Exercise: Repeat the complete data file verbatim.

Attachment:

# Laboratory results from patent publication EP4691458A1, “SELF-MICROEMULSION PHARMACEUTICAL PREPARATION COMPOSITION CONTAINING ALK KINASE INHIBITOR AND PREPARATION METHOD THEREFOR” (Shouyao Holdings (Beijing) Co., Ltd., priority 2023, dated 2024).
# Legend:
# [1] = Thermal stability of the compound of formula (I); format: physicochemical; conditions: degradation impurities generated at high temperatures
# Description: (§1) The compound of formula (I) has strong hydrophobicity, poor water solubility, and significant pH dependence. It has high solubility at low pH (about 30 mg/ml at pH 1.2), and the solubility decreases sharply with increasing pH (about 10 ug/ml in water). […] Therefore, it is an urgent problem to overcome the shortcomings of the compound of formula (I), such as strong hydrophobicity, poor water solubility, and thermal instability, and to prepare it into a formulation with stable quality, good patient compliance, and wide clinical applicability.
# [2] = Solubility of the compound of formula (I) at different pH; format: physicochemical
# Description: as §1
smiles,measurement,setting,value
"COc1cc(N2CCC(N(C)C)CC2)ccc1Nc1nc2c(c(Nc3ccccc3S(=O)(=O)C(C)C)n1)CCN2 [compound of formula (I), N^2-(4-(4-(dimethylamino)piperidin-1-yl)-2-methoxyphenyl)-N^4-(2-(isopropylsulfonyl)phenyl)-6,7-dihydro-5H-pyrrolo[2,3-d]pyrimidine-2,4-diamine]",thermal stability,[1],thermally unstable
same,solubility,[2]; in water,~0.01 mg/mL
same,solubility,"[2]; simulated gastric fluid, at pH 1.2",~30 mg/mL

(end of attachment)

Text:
# Laboratory results from patent publication EP4691458A1, “SELF-MICROEMULSION PHARMACEUTICAL PREPARATION COMPOSITION CONTAINING ALK KINASE INHIBITOR AND PREPARATION METHOD THEREFOR” (Shouyao Holdings (Beijing) Co., Ltd., priority 2023, dated 2024).
# Legend:
# [1] = Thermal stability of the compound of formula (I); format: physicochemical; conditions: degradation impurities generated at high temperatures
# Description: (§1) The compound of formula (I) has strong hydrophobicity, poor water solubility, and significant pH dependence. It has high solubility at low pH (about 30 mg/ml at pH 1.2), and the solubility decreases sharply with increasing pH (about 10 ug/ml in water). […] Therefore, it is an urgent problem to overcome the shortcomings of the compound of formula (I), such as strong hydrophobicity, poor water solubility, and thermal instability, and to prepare it into a formulation with stable quality, good patient compliance, and wide clinical applicability.
# [2] = Solubility of the compound of formula (I) at different pH; format: physicochemical
# Description: as §1
smiles,measurement,setting,value
"COc1cc(N2CCC(N(C)C)CC2)ccc1Nc1nc2c(c(Nc3ccccc3S(=O)(=O)C(C)C)n1)CCN2 [compound of formula (I), N^2-(4-(4-(dimethylamino)piperidin-1-yl)-2-methoxyphenyl)-N^4-(2-(isopropylsulfonyl)phenyl)-6,7-dihydro-5H-pyrrolo[2,3-d]pyrimidine-2,4-diamine]",thermal stability,[1],thermally unstable
same,solubility,[2]; in water,~0.01 mg/mL
same,solubility,"[2]; simulated gastric fluid, at pH 1.2",~30 mg/mL